Add white wine and simmer, stirring frequently, until nearly absorbed, 2 to 3 minutes.

Reduce heat to medium and add ½ cup stock.

Let simmer until absorbed, stirring frequently.

Continue adding stock and simmering until all stock has been used, about 15 minutes.

Stir in rosemary, butter, and Parmesan.

Serve risotto topped with additional grated Parmesan.

Friday Giggle: Science and Management

Because laughter really IS the best medicine!science-and-management

A man in a hot air balloon realized he was lost. He reduced altitude and spotted a woman below. He descended a bit more and shouted, “Excuse me, can you help me? I promised a friend I would meet him an hour ago, but I don’t know where I am.”

The woman below replied, “You’re in a hot air balloon hovering approximately 30 feet above the ground. You’re between 55 and 56 degrees north latitude and between 3 and 4 degrees west longitude.”

“You must be a scientist,” said the balloonist.

“I am,” replied the woman, “How did you know?”

“Well,” answered the balloonist, “everything you told me is, technically correct, but I’ve no idea what to make of your information, and the fact is I’m still lost. Frankly, you’ve not been much help at all. If anything, you’ve delayed my trip.”

The woman below responded. “You must be in management.”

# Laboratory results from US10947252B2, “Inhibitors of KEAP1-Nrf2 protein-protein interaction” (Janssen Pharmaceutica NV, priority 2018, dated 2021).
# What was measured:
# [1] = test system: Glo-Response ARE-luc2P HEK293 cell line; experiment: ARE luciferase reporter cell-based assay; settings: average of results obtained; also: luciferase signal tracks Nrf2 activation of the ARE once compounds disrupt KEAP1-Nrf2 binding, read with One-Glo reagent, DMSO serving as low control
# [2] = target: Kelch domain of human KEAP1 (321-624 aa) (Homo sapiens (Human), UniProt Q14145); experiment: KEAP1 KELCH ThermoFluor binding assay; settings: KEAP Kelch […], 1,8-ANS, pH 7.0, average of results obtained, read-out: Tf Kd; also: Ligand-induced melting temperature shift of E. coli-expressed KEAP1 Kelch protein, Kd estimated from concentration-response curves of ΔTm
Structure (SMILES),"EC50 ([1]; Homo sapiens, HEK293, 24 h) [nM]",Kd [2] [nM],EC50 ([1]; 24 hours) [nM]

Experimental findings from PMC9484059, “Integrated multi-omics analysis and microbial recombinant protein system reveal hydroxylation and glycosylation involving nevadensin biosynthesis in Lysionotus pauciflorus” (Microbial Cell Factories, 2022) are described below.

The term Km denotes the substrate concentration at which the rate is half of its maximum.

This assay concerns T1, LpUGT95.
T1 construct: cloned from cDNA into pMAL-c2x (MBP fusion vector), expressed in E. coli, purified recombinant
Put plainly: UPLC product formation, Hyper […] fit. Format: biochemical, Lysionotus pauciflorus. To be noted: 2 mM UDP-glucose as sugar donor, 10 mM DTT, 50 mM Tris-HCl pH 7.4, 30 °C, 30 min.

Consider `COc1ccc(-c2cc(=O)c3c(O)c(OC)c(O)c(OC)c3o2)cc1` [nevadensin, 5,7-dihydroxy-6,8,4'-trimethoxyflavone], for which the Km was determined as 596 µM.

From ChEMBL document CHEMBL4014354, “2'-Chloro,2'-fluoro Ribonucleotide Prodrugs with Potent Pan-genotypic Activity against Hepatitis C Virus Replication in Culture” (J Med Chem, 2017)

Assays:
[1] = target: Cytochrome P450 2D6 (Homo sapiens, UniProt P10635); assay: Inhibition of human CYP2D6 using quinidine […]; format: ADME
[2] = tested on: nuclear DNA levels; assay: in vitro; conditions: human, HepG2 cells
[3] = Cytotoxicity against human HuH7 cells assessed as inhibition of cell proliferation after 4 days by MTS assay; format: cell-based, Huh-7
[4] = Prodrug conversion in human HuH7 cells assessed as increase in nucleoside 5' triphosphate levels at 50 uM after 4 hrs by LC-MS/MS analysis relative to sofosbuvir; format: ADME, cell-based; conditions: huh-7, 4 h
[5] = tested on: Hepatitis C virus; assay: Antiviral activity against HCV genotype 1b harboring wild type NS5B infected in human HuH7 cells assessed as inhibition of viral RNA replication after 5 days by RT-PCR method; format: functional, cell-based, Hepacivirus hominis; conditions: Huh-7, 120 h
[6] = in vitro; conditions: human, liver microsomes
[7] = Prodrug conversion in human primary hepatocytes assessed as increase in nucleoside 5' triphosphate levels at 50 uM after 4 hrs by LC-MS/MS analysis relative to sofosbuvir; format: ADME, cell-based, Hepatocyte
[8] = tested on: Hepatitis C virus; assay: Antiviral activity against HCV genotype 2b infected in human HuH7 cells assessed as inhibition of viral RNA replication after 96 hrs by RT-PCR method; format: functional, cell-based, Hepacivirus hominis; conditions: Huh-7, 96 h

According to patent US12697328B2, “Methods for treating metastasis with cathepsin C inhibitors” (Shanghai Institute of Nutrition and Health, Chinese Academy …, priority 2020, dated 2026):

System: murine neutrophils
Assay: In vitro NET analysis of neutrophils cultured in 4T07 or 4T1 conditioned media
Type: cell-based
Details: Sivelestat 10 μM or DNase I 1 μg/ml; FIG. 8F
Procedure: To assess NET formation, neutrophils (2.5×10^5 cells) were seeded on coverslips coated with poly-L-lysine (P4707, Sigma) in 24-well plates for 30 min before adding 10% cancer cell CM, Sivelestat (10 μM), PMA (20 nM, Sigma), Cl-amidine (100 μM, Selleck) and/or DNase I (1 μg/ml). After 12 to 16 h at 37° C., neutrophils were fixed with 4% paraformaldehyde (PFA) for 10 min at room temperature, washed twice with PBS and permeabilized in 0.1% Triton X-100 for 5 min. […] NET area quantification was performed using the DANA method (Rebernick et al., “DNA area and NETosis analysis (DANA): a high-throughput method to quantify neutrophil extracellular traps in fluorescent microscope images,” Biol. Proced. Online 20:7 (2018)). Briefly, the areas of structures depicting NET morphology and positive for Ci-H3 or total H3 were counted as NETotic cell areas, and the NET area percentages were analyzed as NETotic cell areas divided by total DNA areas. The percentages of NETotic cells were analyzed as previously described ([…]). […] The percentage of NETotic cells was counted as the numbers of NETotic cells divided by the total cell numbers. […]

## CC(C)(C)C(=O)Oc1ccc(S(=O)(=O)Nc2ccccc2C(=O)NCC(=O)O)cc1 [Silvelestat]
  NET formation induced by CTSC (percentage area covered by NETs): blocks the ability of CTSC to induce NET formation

“I am,” replied the balloonist, “how did you know?”

“Well,” said the woman, “you don’t know where you are or where you’re going. You have risen to where you are due to a large quantity of hot air. You made a promise which you’ve no idea how to keep, and you expect people beneath you to solve your problems. You are in exactly the same position you were in before we met, but now, somehow, it’s my fault.”

Happy Friday!

Researching Chiropractic: Case studies in Low Back Pain, GERD, Ear Infections, and Autism

Chiropractic clinical case histories have been a regular feature of our website and patient newsletter since its inception. There seems to be no limit to the health problems that respond to chiropractic care. How many people suffering, on drugs, or facing a life of limitation could be helped by chiropractic care?

Probably most of them.